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Instructor Class Description

Time Schedule:

Richard R Johnson
Seattle Campus

American History: Early

Class description

HSTAA 501 is the first part of a three-quarter sequence (501-521-522) designed to give entering students and those preparing for field and divisional examinations in American history a comprehensive introduction to the principal writings and interpretations of North American history from the period of the European/African colonization to the present day. It also seeks to train students in the arts and habits of critical thought and expression. 501 takes students as far as the ratification of the Federal Constitution of 1787; it combines class discussion of common readings that illuminate central themes and methodologies with individual written and oral reports on particular monographs and primary sources selected by the student.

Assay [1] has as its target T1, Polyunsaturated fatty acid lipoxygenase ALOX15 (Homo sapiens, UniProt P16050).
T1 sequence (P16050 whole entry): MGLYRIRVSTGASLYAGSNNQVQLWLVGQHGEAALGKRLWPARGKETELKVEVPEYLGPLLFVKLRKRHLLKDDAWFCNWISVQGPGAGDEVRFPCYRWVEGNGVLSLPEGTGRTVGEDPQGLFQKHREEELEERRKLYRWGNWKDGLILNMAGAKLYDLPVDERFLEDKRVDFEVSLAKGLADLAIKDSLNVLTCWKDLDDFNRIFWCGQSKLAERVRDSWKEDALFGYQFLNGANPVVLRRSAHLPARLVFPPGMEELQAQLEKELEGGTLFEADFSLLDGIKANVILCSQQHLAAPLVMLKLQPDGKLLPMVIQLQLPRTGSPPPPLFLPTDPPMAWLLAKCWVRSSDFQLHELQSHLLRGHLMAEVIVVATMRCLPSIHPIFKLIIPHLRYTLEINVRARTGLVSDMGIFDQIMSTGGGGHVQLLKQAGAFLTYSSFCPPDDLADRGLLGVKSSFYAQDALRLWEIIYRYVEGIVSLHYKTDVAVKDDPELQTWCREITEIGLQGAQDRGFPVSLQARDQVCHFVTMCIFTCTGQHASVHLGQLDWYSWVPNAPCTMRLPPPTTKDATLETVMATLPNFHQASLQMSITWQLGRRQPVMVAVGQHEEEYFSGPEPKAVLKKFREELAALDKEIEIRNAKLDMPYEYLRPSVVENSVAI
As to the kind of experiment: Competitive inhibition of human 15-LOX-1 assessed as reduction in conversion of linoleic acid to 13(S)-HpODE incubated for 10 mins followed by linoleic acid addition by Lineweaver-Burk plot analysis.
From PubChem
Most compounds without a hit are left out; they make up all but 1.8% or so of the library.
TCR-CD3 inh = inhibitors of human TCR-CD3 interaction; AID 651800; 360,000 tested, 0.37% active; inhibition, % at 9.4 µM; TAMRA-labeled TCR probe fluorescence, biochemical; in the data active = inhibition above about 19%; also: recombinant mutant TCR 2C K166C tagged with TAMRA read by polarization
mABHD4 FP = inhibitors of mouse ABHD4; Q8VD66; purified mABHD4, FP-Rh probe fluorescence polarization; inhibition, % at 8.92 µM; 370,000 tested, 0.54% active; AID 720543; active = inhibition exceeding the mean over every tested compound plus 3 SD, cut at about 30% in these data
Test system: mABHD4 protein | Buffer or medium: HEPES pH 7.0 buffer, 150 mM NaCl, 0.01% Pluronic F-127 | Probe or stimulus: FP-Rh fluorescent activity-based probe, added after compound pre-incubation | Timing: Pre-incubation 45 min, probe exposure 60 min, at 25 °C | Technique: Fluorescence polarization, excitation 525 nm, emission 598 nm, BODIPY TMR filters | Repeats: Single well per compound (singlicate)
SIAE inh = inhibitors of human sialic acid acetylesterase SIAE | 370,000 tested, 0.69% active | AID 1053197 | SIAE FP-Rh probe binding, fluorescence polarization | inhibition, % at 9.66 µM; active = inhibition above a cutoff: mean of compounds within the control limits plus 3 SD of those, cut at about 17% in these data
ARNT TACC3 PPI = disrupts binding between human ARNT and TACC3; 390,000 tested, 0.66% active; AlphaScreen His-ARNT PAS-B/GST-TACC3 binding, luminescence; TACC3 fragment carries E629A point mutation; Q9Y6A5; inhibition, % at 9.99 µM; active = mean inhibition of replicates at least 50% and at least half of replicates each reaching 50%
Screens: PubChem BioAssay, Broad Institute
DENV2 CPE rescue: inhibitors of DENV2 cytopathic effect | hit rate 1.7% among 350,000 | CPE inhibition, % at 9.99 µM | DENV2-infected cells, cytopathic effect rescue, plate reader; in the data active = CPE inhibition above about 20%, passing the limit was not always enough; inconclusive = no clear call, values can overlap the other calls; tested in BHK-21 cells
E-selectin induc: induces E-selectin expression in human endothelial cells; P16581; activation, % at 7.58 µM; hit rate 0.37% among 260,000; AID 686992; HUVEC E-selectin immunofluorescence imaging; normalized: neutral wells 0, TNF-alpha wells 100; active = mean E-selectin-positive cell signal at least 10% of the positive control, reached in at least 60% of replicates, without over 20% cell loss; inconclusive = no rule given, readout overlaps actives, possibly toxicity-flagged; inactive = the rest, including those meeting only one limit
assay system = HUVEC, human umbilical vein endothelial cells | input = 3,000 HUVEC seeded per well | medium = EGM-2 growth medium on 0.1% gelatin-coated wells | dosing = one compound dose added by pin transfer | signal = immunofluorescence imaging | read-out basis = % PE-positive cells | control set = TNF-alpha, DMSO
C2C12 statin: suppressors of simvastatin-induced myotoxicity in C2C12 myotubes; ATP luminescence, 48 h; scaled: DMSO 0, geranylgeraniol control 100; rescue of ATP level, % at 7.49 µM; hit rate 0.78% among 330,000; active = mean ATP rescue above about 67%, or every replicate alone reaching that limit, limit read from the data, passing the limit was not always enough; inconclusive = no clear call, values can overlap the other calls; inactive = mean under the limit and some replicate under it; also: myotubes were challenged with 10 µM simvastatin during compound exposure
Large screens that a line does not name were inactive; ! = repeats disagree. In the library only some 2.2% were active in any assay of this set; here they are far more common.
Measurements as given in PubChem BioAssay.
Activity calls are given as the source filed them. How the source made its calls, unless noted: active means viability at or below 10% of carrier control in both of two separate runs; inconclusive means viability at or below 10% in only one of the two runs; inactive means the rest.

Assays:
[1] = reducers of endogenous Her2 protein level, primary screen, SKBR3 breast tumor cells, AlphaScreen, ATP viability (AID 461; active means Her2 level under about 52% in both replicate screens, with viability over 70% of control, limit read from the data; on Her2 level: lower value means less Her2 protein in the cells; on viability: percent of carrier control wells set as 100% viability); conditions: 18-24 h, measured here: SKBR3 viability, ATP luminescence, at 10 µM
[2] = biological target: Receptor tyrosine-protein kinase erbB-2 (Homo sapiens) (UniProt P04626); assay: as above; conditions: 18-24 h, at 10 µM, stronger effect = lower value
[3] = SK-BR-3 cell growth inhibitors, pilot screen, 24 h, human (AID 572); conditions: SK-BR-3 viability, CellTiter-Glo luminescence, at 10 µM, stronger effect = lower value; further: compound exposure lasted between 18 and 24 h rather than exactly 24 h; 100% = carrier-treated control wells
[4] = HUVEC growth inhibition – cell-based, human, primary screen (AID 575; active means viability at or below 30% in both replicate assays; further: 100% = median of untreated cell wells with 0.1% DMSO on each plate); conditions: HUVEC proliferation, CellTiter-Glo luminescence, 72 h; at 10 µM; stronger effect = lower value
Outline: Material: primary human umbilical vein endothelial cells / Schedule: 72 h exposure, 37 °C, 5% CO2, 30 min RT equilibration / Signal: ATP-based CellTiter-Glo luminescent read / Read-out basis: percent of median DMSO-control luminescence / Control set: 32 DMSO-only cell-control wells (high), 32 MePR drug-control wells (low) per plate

Student learning goals

See course description and coverage

General method of instruction

Analysis and discussion, presentation of reports

Recommended preparation

A commitment to attend all class meetings, along with the time and capacity to "read, mark, learn, and inwardly digest" at least three to four hundred pages of material each week. A willingness to deploy and sharpen skills of writing and oral discussion, and to exercise a keen critical intelligence capable of sharing insights and debating issues with other class members.

Class assignments and grading

Two two-hour seminar-format meetings each week, combining class discussion of common readings with individual student reports, oral or written, on monographs or source material chosen by the student. Five oral and five written reports, along with the expectation of active participation in class discussions. Each written assignment is graded and counted equally; class participation is also a factor in determining the final grade.


The information above is intended to be helpful in choosing courses. Because the instructor may further develop his/her plans for this course, its characteristics are subject to change without notice. In most cases, the official course syllabus will be distributed on the first day of class.
Last Update by Richard R Johnson
Date: 04/20/2011